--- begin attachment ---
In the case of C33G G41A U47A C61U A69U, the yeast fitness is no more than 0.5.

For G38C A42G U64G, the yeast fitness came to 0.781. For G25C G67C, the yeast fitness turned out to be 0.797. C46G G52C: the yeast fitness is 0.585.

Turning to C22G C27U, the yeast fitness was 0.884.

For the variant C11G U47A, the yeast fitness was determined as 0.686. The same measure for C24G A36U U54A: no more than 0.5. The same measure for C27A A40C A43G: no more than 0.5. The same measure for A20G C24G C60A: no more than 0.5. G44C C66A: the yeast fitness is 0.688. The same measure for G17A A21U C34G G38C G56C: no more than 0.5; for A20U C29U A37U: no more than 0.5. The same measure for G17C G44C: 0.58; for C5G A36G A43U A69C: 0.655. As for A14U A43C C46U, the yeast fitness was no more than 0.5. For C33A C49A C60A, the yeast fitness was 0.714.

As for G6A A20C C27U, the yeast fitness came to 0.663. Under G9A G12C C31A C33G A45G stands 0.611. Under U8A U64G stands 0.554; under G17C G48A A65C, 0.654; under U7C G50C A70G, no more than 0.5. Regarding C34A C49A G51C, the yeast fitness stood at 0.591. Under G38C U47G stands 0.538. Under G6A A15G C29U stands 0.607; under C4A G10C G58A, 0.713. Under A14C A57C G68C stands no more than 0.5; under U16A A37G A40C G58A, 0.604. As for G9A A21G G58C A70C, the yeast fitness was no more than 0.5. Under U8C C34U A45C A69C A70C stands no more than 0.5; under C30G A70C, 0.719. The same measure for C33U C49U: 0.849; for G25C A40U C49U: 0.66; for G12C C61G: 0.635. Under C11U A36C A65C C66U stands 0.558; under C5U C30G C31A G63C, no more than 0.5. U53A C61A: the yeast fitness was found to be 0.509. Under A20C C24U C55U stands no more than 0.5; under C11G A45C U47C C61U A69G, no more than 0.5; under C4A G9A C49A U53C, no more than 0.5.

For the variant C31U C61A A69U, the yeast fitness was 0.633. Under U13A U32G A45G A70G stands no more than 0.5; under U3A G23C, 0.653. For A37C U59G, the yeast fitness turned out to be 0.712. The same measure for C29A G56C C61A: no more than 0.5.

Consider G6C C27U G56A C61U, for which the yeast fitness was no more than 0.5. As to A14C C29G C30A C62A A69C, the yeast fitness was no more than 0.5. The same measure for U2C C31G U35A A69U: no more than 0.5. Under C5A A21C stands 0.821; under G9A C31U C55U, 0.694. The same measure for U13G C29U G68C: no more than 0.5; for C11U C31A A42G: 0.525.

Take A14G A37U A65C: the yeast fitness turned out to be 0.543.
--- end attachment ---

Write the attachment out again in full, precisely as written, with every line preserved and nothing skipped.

In the case of C33G G41A U47A C61U A69U, the yeast fitness is no more than 0.5.

For G38C A42G U64G, the yeast fitness came to 0.781. For G25C G67C, the yeast fitness turned out to be 0.797. C46G G52C: the yeast fitness is 0.585.

Turning to C22G C27U, the yeast fitness was 0.884.

For the variant C11G U47A, the yeast fitness was determined as 0.686. The same measure for C24G A36U U54A: no more than 0.5. The same measure for C27A A40C A43G: no more than 0.5. The same measure for A20G C24G C60A: no more than 0.5. G44C C66A: the yeast fitness is 0.688. The same measure for G17A A21U C34G G38C G56C: no more than 0.5; for A20U C29U A37U: no more than 0.5. The same measure for G17C G44C: 0.58; for C5G A36G A43U A69C: 0.655. As for A14U A43C C46U, the yeast fitness was no more than 0.5. For C33A C49A C60A, the yeast fitness was 0.714.

As for G6A A20C C27U, the yeast fitness came to 0.663. Under G9A G12C C31A C33G A45G stands 0.611. Under U8A U64G stands 0.554; under G17C G48A A65C, 0.654; under U7C G50C A70G, no more than 0.5. Regarding C34A C49A G51C, the yeast fitness stood at 0.591. Under G38C U47G stands 0.538. Under G6A A15G C29U stands 0.607; under C4A G10C G58A, 0.713. Under A14C A57C G68C stands no more than 0.5; under U16A A37G A40C G58A, 0.604. As for G9A A21G G58C A70C, the yeast fitness was no more than 0.5. Under U8C C34U A45C A69C A70C stands no more than 0.5; under C30G A70C, 0.719. The same measure for C33U C49U: 0.849; for G25C A40U C49U: 0.66; for G12C C61G: 0.635. Under C11U A36C A65C C66U stands 0.558; under C5U C30G C31A G63C, no more than 0.5. U53A C61A: the yeast fitness was found to be 0.509. Under A20C C24U C55U stands no more than 0.5; under C11G A45C U47C C61U A69G, no more than 0.5; under C4A G9A C49A U53C, no more than 0.5.

For the variant C31U C61A A69U, the yeast fitness was 0.633. Under U13A U32G A45G A70G stands no more than 0.5; under U3A G23C, 0.653. For A37C U59G, the yeast fitness turned out to be 0.712. The same measure for C29A G56C C61A: no more than 0.5.

Consider G6C C27U G56A C61U, for which the yeast fitness was no more than 0.5. As to A14C C29G C30A C62A A69C, the yeast fitness was no more than 0.5. The same measure for U2C C31G U35A A69U: no more than 0.5. Under C5A A21C stands 0.821; under G9A C31U C55U, 0.694. The same measure for U13G C29U G68C: no more than 0.5; for C11U C31A A42G: 0.525.

Take A14G A37U A65C: the yeast fitness turned out to be 0.543.